Ruppel v. CBS Corp., No. 12-2236 (7th Cir. 2012)

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Justia Opinion Summary

Ruppel sued CBS in Illinois alleging CBS’s predecessor, Westinghouse, caused the mesothelioma from which he suffers. Westinghouse had included asbestos in the turbines it supplied to the U.S. Navy, and Ruppel was allegedly exposed to it during his Naval service and later when he worked on an aircraft carrier as a civilian. CBS removed the case under the federal officer removal statute, which permits removal of certain suits where a defendant that acted under a federal officer has a colorable federal defense, 28 U.S.C. 1442(a)(1). Ruppel moved to remand and, without allowing response, the district court granted the motion. The district court concluded Ruppel only sued CBS for failing to warn about the dangers of asbestos for which there is no federal defense. The Seventh Circuit reversed. CBS’s relationship with Ruppel arises solely out of CBS’s duties to the Navy. It also has a colorable argument for the government contractor defense, which immunizes government contractors when they supply products with specifications approved by the government.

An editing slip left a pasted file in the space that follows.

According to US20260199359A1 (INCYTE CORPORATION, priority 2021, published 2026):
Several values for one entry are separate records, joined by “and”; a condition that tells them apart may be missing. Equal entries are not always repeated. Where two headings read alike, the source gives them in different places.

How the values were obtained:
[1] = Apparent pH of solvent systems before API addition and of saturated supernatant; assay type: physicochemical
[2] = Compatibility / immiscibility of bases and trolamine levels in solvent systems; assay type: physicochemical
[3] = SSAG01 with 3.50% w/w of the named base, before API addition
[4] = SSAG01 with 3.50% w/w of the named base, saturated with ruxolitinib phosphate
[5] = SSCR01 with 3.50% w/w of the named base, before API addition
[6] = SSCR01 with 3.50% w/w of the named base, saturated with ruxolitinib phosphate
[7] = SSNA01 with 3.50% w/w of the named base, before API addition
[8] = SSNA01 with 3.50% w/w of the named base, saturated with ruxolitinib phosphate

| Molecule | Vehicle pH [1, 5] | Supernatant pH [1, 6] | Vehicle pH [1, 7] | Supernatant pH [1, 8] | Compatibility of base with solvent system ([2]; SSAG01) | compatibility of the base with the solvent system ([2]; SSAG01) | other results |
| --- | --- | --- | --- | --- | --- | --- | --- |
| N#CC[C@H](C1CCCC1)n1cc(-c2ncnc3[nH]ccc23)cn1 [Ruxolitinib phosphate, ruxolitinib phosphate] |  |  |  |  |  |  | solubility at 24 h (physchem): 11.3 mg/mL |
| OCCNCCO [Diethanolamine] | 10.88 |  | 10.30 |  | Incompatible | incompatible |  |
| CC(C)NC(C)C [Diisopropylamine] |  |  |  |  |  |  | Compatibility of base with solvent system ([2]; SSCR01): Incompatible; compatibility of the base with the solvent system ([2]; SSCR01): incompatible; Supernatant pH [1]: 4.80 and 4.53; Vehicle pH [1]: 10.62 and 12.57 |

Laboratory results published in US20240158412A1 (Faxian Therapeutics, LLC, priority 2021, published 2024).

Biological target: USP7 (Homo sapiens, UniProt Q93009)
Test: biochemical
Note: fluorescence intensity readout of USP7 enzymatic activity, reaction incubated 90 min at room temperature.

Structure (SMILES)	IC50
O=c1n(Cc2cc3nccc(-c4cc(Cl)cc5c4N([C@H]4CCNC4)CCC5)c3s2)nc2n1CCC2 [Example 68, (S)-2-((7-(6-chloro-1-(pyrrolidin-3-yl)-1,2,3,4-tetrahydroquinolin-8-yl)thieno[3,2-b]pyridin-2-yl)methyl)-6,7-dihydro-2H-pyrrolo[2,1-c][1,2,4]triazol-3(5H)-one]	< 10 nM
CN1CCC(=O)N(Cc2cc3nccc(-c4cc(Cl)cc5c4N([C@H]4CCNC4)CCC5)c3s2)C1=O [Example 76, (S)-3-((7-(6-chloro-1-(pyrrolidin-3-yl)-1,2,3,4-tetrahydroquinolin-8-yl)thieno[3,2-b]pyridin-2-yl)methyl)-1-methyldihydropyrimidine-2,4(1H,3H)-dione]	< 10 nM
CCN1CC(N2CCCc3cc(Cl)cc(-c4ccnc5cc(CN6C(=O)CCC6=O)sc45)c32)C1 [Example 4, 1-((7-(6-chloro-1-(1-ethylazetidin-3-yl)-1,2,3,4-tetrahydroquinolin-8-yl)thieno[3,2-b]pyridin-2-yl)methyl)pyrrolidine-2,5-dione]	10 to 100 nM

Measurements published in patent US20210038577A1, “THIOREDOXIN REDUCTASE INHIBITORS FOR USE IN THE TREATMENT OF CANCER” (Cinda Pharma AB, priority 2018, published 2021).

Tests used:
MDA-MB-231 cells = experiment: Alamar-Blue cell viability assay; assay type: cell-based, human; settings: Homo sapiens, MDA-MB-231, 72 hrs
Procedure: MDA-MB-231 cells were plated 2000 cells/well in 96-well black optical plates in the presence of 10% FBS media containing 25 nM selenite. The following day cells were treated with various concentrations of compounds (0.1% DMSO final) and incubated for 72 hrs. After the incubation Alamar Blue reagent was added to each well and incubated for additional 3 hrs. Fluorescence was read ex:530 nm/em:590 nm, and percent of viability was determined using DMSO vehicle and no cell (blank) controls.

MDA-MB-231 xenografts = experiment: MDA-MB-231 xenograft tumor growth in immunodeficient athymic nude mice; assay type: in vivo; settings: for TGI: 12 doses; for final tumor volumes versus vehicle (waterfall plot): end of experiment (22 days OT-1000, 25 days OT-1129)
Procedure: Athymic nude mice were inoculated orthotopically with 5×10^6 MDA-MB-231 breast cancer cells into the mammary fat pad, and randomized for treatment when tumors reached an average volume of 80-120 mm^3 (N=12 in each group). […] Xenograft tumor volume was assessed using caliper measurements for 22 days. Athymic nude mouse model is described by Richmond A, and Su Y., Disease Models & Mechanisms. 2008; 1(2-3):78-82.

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In the United States Court of Appeals For the Seventh Circuit No. 12-2236 H ENRY R UPPEL, Plaintiff-Appellee, v. CBS C ORPORATION, Defendant-Appellant. Appeal from the United States District Court for the Southern District of Illinois. No. 3:12-cv-00293 G. Patrick Murphy, Judge. A RGUED O CTOBER 23, 2012 D ECIDED N OVEMBER 30, 2012 Before F LAUM and SYKES, Circuit Judges, and R ANDA, District Judge. F LAUM, Circuit Judge. Henry Ruppel filed suit against CBS in Illinois alleging CBS s predecessor-in-interest, Westinghouse Corporation, caused the mesothelioma The Honorable Rudolph T. Randa, United States District Court for the Eastern District of Wisconsin, sitting by designation. 2 No. 12-2236 from which he currently suffers. Westinghouse had included asbestos in the turbines it supplied to the United States Navy, and Ruppel was allegedly exposed to it during his Naval service and later when he worked on an aircraft carrier as a civilian. CBS removed Ruppel s suit to the Southern District of Illinois under the federal officer removal statute, which permits removal of certain suits where a defendant that acted under a federal officer has a colorable federal defense. 28 U.S.C. § 1442(a)(1). Ruppel moved to remand and, without giving CBS a chance to respond, the district court granted the motion. The district court concluded Ruppel only sued CBS for failing to warn about the dangers of asbestos for which there is no federal defense. CBS appeals the district court s order, and we reverse. CBS s relationship with Ruppel arises solely out of CBS s duties to the Navy. It also has a colorable argument for the government contractor defense, which immunizes government contractors when they supply products with specifications approved by the government. I. Background In early 2012, Ruppel sued CBS and forty other defendants in Illinois. Ruppel alleged that he developed mesothelioma due to his exposure to asbestos products manufactured, sold, distributed, or installed by defendants. CBS had included asbestos in turbines it supplied to the Navy, which Ruppel encountered during his service on the U.S.S. Fall River between 1946 and 1954 and when he oversaw the construction of the U.S.S. Enterprise, as a civilian, from 1957 to 1971. No. 12-2236 3 CBS removed the proceeding to federal court under the federal officer removal statute. 28 U.S.C. § 1442(a)(1). This statute allows defendants to remove suits for certain actions that they took while acting under federal officers. Among the requirements for removal is a colorable federal defense, and CBS asserted it was entitled to government contractor immunity. Its notice of removal alleged it supplied asbestos under the Navy s direction and in accordance with detailed Navy specifications, the Navy closely controlled the process, and the Navy was aware of asbestos s health hazards. Although CBS only submitted a short, plain statement of the grounds for removal, see 28 U.S.C. § 1446(a), it offered to respond more fully to a motion to remand, which Ruppel filed shortly thereafter. Ruppel implied his complaint asserted only failure-to-warn claims against CBS and argued that, because the military did not preclude adequate warnings, the government contractor defense was inapplicable. The local rule provided CBS thirty days to respond to Ruppel s motion, S.D. Ill. R. 7.1(c)(1), but the district court remanded the case after only nine days and before CBS responded. The district court largely adopted Ruppel s arguments. It held that CBS s relationship with the Navy lacked a causal nexus to Ruppel s claims because the Navy did not prevent CBS from providing adequate warnings. On the day after the district court s order, CBS filed an emergency motion for a vacatur or stay pending remand order, arguing the court should have provided CBS the opportunity to respond to Ruppel s motion. CBS also asked the district court to refrain from sending a 4 No. 12-2236 certified copy of its remand order because the copy would permit the state court proceedings to resume. The next day, however, the district court made a docket entry noting it sent the certified copy to the state court. Later, it denied CBS s motion, noting 28 U.S.C. § 1447(d) stripped it of jurisdiction to reconsider the remand order. The district court did not address the exception in that subsection for cases, like this one, removed under section 1442. CBS next filed a motion to alter or amend the judgment under Rule 59(e), raising most of the arguments it now raises on appeal and supporting its factual assertions with affidavits and exhibits. Namely, this material supported CBS s assertions that the Navy required CBS to use asbestos, the Navy controlled the content of any warnings, and the Navy knew of asbestos s health risks. The district court never responded to this motion. The state court proceedings had already resumed, and, fearing a final judgment in state court, CBS withdrew its Rule 59(e) motion and filed a notice of appeal. Although 28 U.S.C. § 1447(d) generally prevents this Court from reviewing a district court s remand order, it permits appellate review of cases removed under section 1442. II. Discussion Congress has passed versions of the federal officer removal statutes since 1815 to provide a federal forum for officers whose duties under federal law conflict with No. 12-2236 5 state law. Willingham v. Morgan, 395 U.S. 402, 405 (1969). The statute evinces concern that unfriendly states will impose state-law liability on federal officers and their agents for actions done under the immediate direction of the national government. Tennessee v. Davis, 100 U.S. 257, 263 (1879). Because the federal government can act only through its officers and agents, the removal statute promotes litigating federal defenses (like official immunity) in a federal forum so that the operations of the general government [are not] arrested at the will of one of [the states]. Id.; see Willingham, 395 U.S. at 406-07. Although the views expressed in these cases may have been more applicable in the nineteenth century than today, the statute s current text continues to permit any officer . . . of the United States or . . . person acting under them to remove actions for or relating to any act under color of such office. 28 U.S.C. § 1442(a)(1). Importantly, the under color of office component encom passes an additional requirement defendants must have a colorable federal defense to the plaintiff s action. Mesa v. California, 489 U.S. 121, 132-34 (1989). This requirement creates Article III jurisdiction, id. at 136 (because section 1442(a) is purely jurisdictional, the raising of a federal question in the officer s removal petition . . . constitutes the federal law under which the action against the officer arises for Art[icle] III purposes ); see generally Osborn v. Bank of U.S., 22 U.S. (9 Wheat.) 738, 820-27 (1824), and it represents an exception to the well-pleaded complaint rule, which would ordinarily defeat jurisdiction when the federal question arises outside of the plaintiff s complaint, Mesa, 489 U.S. 6 No. 12-2236 at 136; see generally Louisville & Nashville R.R. Co. v. Mottley, 211 U.S. 149, 152 (1908). We review the legal question of whether there [is] federal jurisdiction de novo. Franciscan Skemp Healthcare, Inc. v. Cent. States Joint Bd. Health & Welfare Trust Fund, 538 F.3d 594, 596 (7th Cir. 2008). The party seeking removal bears the burden of proving the grounds for its motion. Shah v. Inter-Continental Hotel Chi. Operating Corp., 314 F.3d 278, 280 (7th Cir. 2002); Chase v. Shop N Save Warehouse Foods, Inc., 110 F.3d 424, 427 (7th Cir. 1997). Ruppel incorrectly argues that private parties (as opposed to federal officers) invoking this statute carry a special burden. See Williams v. Gen. Elec. Co., 418 F. Supp. 2d 610, 614 (M.D. Pa. 2005). To the contrary, [t]he federal officer removal statute is not narrow or limited, Willingham, 395 U.S. at 406, and Ruppel s reading also finds no support in the statute s authorization of removal by private persons alongside federal officers, drawing no distinction between governmental and private parties, see 28 U.S.C. § 1442(a)(1). Indeed, the statute has historically authorized removal by private parties without qualification. See Maryland v. Soper (No. 1), 270 U.S. 9, 30 (1926) (private individual acting as chauffeur for agents entitled to removal, although the Court denied removal for other reasons); Davis v. South Carolina, 107 U.S. 597, 600 (1883) (noting the protection which the law thus furnishes to the marshal and his deputy, also shields all who lawfully assist him in the performance of his official duty ). With this in mind, we turn to the statute s four requirements. CBS must show it was a (1) person (2) acting under the United No. 12-2236 7 States, its agencies, or its officers (3) that has been sued for or relating to any act under color of such office, and (4) has a colorable federal defense to the plaintiff s claim. See 28 U.S.C. § 1442(a); Mesa, 489 U.S. at 132-34. A. CBS Is a Person Under the Statute. CBS easily satisfies the person requirement. In construing statutes, unless the context indicates otherwise the words person and whoever include corporations [and] companies . . . as well as individuals. 1 U.S.C. § 1. There is no indication that Congress meant to exclude corporations. Furthermore, we have previously noted in dicta that corporations were persons under section 1442(a). See Pollitt v. Health Care Serv. Corp., 558 F.3d 615, 616 (7th Cir. 2000) (per curiam). B. CBS Was Acting Under a Federal Officer. CBS satisfies the second element because Ruppel s injury occurred while it acted under a federal officer. We liberally construe this term. Watson v. Phillip Morris Cos., 551 U.S. 142, 147 (2007). In Watson, the Supreme Court rejected a cigarette manufacturer s argument that it acted under the federal government because it was subjected to heavy regulation. Id. at 152. Drawing on its previous federal officer removal cases, the Court held that acting under must involve an effort to assist, or to help carry out, the federal superior s duties or tasks. Id. (emphases in original). Cases in which the Supreme Court has approved removal involve de- 8 No. 12-2236 fendants working hand-in-hand with the federal government to achieve a task that furthers an end of the federal government. See, e.g., Soper (No. 1), 270 U.S. at 30 (chauffeur assisting prohibition agents in distillery raid has the same right to the benefit of the federal officer removal statute as the agents); Davis v. South Carolina, 107 U.S. at 600 (permitting removal by Army corporal who assisted federal revenue officers in distillery raid); Tennessee v. Davis, 100 U.S. at 261 (permitting removal by federal revenue officer that shot and killed victim during a federal distillery raid). Here, CBS worked hand-in-hand with the government, assisting the federal government in building warships. Acting under covers situations, like this one, where the federal government uses a private corporation to achieve an end it would have otherwise used its own agents to complete. C. CBS Was Acting Under Color of Federal Authority. CBS also satisfies the third element which requires the gravamen of the claim against CBS occur while it acted under color of federal authority. As CBS explains, this requirement is distinct from the acting under requirement in the same way a bona fide federal officer could not remove a trespass suit that occurred while he was taking out the garbage there must be a causal connection between the charged conduct and asserted official authority. Jefferson Cnty., Ala. v. Acker, 527 U.S. 423, 431 (1999) (internal quotations omitted). CBS can satisfy this requirement if its relationship with Ruppel derived solely from [its] official duties for the Navy. No. 12-2236 9 See Willingham, 395 U.S. at 409. Here, CBS acted under the Navy by installing asbestos. This duty gave rise to Ruppel s complaint. Thus, the gravamen of Ruppel s complaint occurred while CBS acted under color of federal authority. D. CBS Has a Colorable Federal Defense. The parties primarily focus on the final requirement for removal that CBS has a colorable federal defense. As we noted above, this requirement not only satisfies Article III jurisdiction, it also encapsulates Congress s desire to have federal defenses litigated in federal forums. Mesa, 489 U.S. at 127-34; Willingham, 395 U.S. at 406-07. Requiring the defense only be colorable, instead of clearly sustainable, advances this goal. Id. at 407. At this point, we are concerned with who makes the ultimate determination, not what that determination will be. If defendants had to virtually . . . win [their] case before [they] can have it removed, we would leave nothing for the eventual trial court to decide. Acker, 527 U.S. at 431 (internal quotations omitted); see Willingham, 395 U.S. at 407. The validity of the defense will present complex issues, but the propriety of removal does not depend on the answers. Venezia v. Robinson, 16 F.3d 209, 212 (7th Cir. 1994). Instead, the claimed defense need only be plausible. Id. Preliminarily, we must determine what kind of claims Ruppel s complaint alleges. Both parties agree he alleges failure-to-warn claims against CBS, but CBS argues the 10 No. 12-2236 complaint also asserts liability based on its mere use of asbestos. If CBS has a colorable defense as to either claim, then the entire case is removable. See 28 U.S.C. § 1367; see also Rockwell Int l Corp. v. United States, 549 U.S. 457, 474 n.6 (2007) (a party cannot amend the complaint after removal to defeat jurisdiction). After addressing this issue, we turn to the applicability of the government contractor defense. 1. Ruppel Seeks Recovery for CBS s Use of Asbestos and Its Failure to Warn. Ruppel s primary argument on appeal is his complaint contains only failure-to-warn claims, presumably, because he thinks the government contractor defense is less applicable to these suits. Turning to the complaint, paragraph eleven alleges the: Defendants failed to exercise ordinary care and caution for the safety of the Plaintiff in one or more of the following respects: (a) Included asbestos in their products, even though it was completely foreseeable and could or should have been anticipated that persons working with or around them would inhale asbestos fibers; (b) Included asbestos in their products when the Defendants knew or should have known that said asbestos fibers would have a toxic, poisonous and highly deleterious effect upon the health of persons inhaling them; No. 12-2236 11 (c) Included asbestos in their products when adequate substitutes for the asbestos in them was available; (d) Failed to provide any or adequate warnings to persons working with and around the products of the dangers of inhaling the asbestos fibers contained in them; (e) Failed to provide any or adequate instructions concerning the safe methods of working with and around the products, including specific instructions on how to avoid inhaling the asbestos fibers in them; and (f) Failed to conduct tests on the asbestos containing products manufactured, sold, delivered or installed by the Defendants in order to determine the hazards to which workers might be exposed while working with the products. (g) Designed, manufactured and sold equipment, vehicles, machinery, technologies and systems that included asbestos-containing components and required and/or specified the use of asbestos-containing replacement components. (Dkt. 3-1 at 5). Subparagraphs (a), (b), (c), and (g) plainly allege liability based on the mere use of asbestos. First, the introductory clause states Ruppel could recover in one or more of the following [subparagraphs], indicating that Ruppel alleges the facts in each subparagraph independently give rise to liability. Second, the language in those four subparagraphs contain the hallmarks of negligence liability. See Jablonski v. Ford Motor Co., 12 No. 12-2236 955 N.E.2d 1138, 1153-54 (Ill. 2011) ( A product liability action . . . is based upon fundamental concepts of common law negligence, which require the plaintiff to show the manufacturer knew or should have known of the risk posed by the product design at the time of manufacture of the product and that the risk of harm outweighs the utility of a particular design. (internal quotations omitted)). Accordingly, Ruppel s complaint alleges CBS was negligent because it [i]ncluded asbestos in their products i.e., because it used asbestos. To be sure, the complaint also contains failure-to-warn claims in subparagraphs (e) and (f). Ruppel counters that the use-of-asbestos subparagraphs were only foundational to the failure to warn claim that was being made; if CBS never used a hazardous material in its manufacture of its products, there would have been no need to warn of same. However, Ruppel s reading is inconsistent with the introductory one or more clause. Additionally, subparagraph (g), which comes after the two failure-to-warn subparagraphs, asserts liability because CBS included asbestos-containing components in its products another use-of-asbestos claim. We decline to counterintuitively read that claim as foundational given its position in the complaint. We conclude that Ruppel s complaint contains use-of-asbestos and failure-to-warn claims. 2. CBS Has a Colorable Argument for the Government Contractor Defense. The government contractor defense, developed in Boyle v. United Technologies Corp., immunizes government con- No. 12-2236 13 tractors from state tort law when the government had a hand in a defendant s allegedly defective design. 487 U.S. 500, 511-12 (1988). The Court noted that, [i]t makes little sense to insulate the Government against financial liability, through sovereign immunity and the Federal Tort Claims Act ( FTCA ), for the judgment that a particular feature of military equipment is necessary when the Government produces the equipment itself, but not when it contracts for the production. Id. at 512. Drawing on the FTCA, the Court held federal interests preempt state law duties and immunize defendants when (1) the United States approved reasonably precise specifications; (2) the equipment conformed to those specifications; and (3) the supplier warned the United States about the dangers in the use of the equipment that were known to the supplier but not to the United States. Id. While the third element ensures the manufacturer does not withhold useful safety information, the first two elements capture the government s discretion in the design. After all, Boyle is premised on the conflict between the peculiarly federal concern regarding the design of military equipment, on the one hand, and state tort law duties, on the other. See id. at 505, 511. Only when the government exercises discretion in the design feature does a preemptive federal interest exist. Thus, if the federal government purchas[ed] . . . an air condition-unit, specifying the cooling capacity but not the precise manner of construction the defendant could not assert the defense because the contractor could comply with both its contractual obligations and [a hypothetical] state-prescribed duty to include a certain safety fea- 14 No. 12-2236 ture. Id. at 509. Boyle presented a different scenario. There, the decedent initially survived a helicopter crash but ultimately drowned because, plaintiffs alleged, the escape hatch should have opened outward instead of inward. Id. at 502-03. The Court found the significant conflict between the state-imposed duty of care . . . to equip helicopters with the sort of escape-hatch mechanism petitioner claims was necessary and the duty imposed by the Government contract . . . to manufacture and deliver helicopters with the sort of escape-hatch mechanism shown by the [military] specifications immunized the defendant. Id. at 509. We proceed under this framework and first determine the Navy s role in CBS s inclusion of asbestos. Then, we examine Boyle s applicability to Ruppel s failure-to-warn claims. i. The Government Contractor Defense Is Applicable to Ruppel s Use-of-Asbestos Claims. Although we established the complaint asserts use-of-asbestos claims, Ruppel presents no argument disputing the applicability of the government contractor defense to those claims, and we find CBS presents a colorable defense. The exhibits attached to CBS s Rule 59(e) motion in the district court support the jurisdictional allegations in CBS s notice of removal.1 With respect to 1 CBS s initial notice of removal contained only a short and plain statement of the grounds for removal without supporting exhibits. See 28 U.S.C. § 1446(a). And because CBS withdrew its Rule 59(e) motion, the district court did not transmit it as part (continued...) No. 12-2236 15 the first two elements establishing discretion, the United States not only approved reasonably precise [turbine] specifications with which CBS s products conformed, see Boyle, 487 U.S. at 512, the Navy explicitly required asbestos, making it impossible to comply with the Navy and state tort law simultaneously. CBS provided the affidavit of James Gate, a former manager of design verification for CBS. (Dkt. 47, Ex. A.) His affidavit states that military design specifications ( MilSpecs ) required using asbestos, that the Navy 1 (...continued) of the record on appeal. See 7th Cir. R. 10. Consequently, Ruppel argues that CBS waived the arguments relying on this material, while CBS urges us to remand the case for resolution or decide the issue based only on the notice of removal. However, CBS did designate the Rule 59(e) motion and exhibits as part of the record under Circuit Rule 10 (permitting parties to unilaterally designate documents tendered to, but not considered by, the district court), see (Dkt. 60), although its appellate brief apparently fails to recognize this. Notwithstanding, CBS could also have amended its notice of removal and added supporting exhibits under 28 U.S.C. § 1653 (permitting parties to amend [d]effective allegations of jurisdiction . . . in the trial or appellate courts ). See, e.g., Grinnell Mut. Reinsurance Co. v. Haight, 697 F.3d 582, 584-85 (7th Cir. 2012); see also Willingham, 395 U.S. at 407 n.3 (citing 28 U.S.C. § 1653) (noting the material on which it based its removal finding should have appeared in the petition for removal, but for purposes of this review it is proper to treat the removal petition as if it had been amended to include the relevant information contained in the later-filed affidavits ). 16 No. 12-2236 oversaw the turbines production, and the Navy did not permit deviation from the MilSpecs. (Id. at ¶¶ 6-8, 11, 13, 15, 16-29.) Navy Rear Admiral Roger B. Horne, Jr. s affidavit confirms that the MilSpecs required asbestos, the Navy carefully inspected the turbines, and the Navy would have rejected a turbine without asbestos. (Ex. B ¶¶ 1, 16-17, 20-22, 34.) CBS also submitted the actual MilSpecs, which show the Navy required CBS to use asbestos. (Ex. C.) With respect to the knowledge element, CBS provided evidence that the Navy knew of all of the hazards associated with asbestos such that there were no dangers in the use of the equipment that were known to the supplier but not to the United States. See Boyle, 487 U.S. at 512. CBS submitted the affidavit of Dr. Samuel Forman, who undertook a study of the Navy s knowledge of asbestos hazards and stated the Navy knew of the hazards by 1922. (Ex. G ¶ 20.) Further, Dr. Forman stated that a consultant to highranking Naval health officials told the Navy s Bureau of Medicine and Surgery that an insulation supplier (like Westinghouse) had concluded asbestos presented serious health risks, but the Navy did not want[] any change in the specifications as the performance with the present materials [was] entirely satisfactory. (Id. at ¶¶ 33-34) (original brackets omitted). As such, CBS has a colorable defense to the use-of-asbestos claims. No. 12-2236 17 ii. The Government Contractor Defense Is Applicable to Ruppel s Failure-to-Warn Claims. It is well established that the government contractor defense articulated by the Supreme Court in Boyle may operate to defeat a state failure-to-warn claim. Oliver v. Oshkosh Truck Corp., 96 F.3d 992, 1003 (7th Cir. 1996). Boyle s interest in insulating contractors from suits when the the government exercises its discretion and approves designs extends to situations where it approves warnings intended for users. Id. (quoting Tate v. Boeing Helicopters, 55 F.3d 1150, 1157 (6th Cir. 1995)). Thus, we have held the government contractor defense is applicable to failure-to-warn claims when the defendant can show that: (1) the government exercised its discretion and approved certain warnings, which must go beyond merely rubber stamping the contractor s choice ; (2) the contractor provided the warnings required by the government ; and (3) the contractor warned the government about dangers in the equipment s use that were known to the contractor but not to the government. Id. at 1003-04.2 2 The district court required and Ruppel incorrectly asserts that the government contractor defense requires the Navy to have precluded adequate warnings. Ruppel cites In re Hawaii Federal Asbestos Cases, 960 F.2d 806, 813 (9th Cir. 1992), and In re Joint Eastern & Southern District New York Asbestos Litigation, 897 F.2d 626, 632 (2d Cir. 1990), for the proposition that the Navy had to explicitly forbid warnings before a contractor can raise the Boyle defense against failure-to-warn claims. (continued...) 18 No. 12-2236 Like the use-of-asbestos claim, the exhibits attached to CBS s Rule 59(e) motion establish a colorable argument for the defense. First, the Navy controlled the content and placement of warnings. Gate s affidavit states the Navy had precise specifications as to the nature of any communication affixed to equipment supplied by Westinghouse to the Navy, and Westinghouse would not have been permitted . . . to affix any type of warning . . . beyond those required by the Navy, without prior discussion with, and approval by, the Navy. (Ex. A ¶ 31.) Instead, the Navy supplied its own instruction manuals with precautions. (Id. at ¶ 32.) The actual MilSpecs confirm the Navy s control over the inclusion of warnings. See (Ex. E § 3.4). Next, CBS complied with the Navy s warning requirements (by affixing none) because the Navy prohibited warnings. Admiral Horne stated that the MilSpecs addressed the instructions considered essential by the Navy to warn individuals working with that equipment and material about potential hazards, and they did not include warnings about asbestos. (Ex. B ¶¶ 29-30.) Finally, the third 2 (...continued) We expressly rejected this standard in Oliver, stating [w]e cannot accept as consistent with Boyle the suggestion that there is any strict requirement that the government prohibit warnings altogether or dictate the contents of the warnings actually incorporated. Oliver, 96 F.3d at 1004 n.8. What is more, the Ninth Circuit subsequently adopted the Oliver test and rejected Ruppel s reading of In re Hawaii. See Getz v. Boeing Co., 654 F.3d 852, 866-67 (9th Cir. 2011). No. 12-2236 19 element in Oliver mirrors the third Boyle requirement, which as explained above, CBS satisfies because there is nothing CBS knew about asbestos that the Navy did not. As such, CBS has a colorable defense for the failure-to-warn claims as well. III. Conclusion For the foregoing reasons, we R EVERSE the district court s decision and R EMAND for further proceedings consistent with this opinion. 11-30-12